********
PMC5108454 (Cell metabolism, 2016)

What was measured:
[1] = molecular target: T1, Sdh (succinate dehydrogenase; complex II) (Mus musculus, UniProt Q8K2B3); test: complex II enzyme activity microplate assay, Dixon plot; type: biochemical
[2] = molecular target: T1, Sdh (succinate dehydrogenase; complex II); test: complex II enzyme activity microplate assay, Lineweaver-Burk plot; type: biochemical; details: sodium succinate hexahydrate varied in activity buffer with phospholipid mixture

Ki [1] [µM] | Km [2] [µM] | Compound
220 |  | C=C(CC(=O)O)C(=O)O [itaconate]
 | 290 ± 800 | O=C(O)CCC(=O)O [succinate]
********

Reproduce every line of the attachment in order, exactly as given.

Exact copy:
PMC5108454 (Cell metabolism, 2016)

What was measured:
[1] = molecular target: T1, Sdh (succinate dehydrogenase; complex II) (Mus musculus, UniProt Q8K2B3); test: complex II enzyme activity microplate assay, Dixon plot; type: biochemical
[2] = molecular target: T1, Sdh (succinate dehydrogenase; complex II); test: complex II enzyme activity microplate assay, Lineweaver-Burk plot; type: biochemical; details: sodium succinate hexahydrate varied in activity buffer with phospholipid mixture

Ki [1] [µM] | Km [2] [µM] | Compound
220 |  | C=C(CC(=O)O)C(=O)O [itaconate]
 | 290 ± 800 | O=C(O)CCC(=O)O [succinate]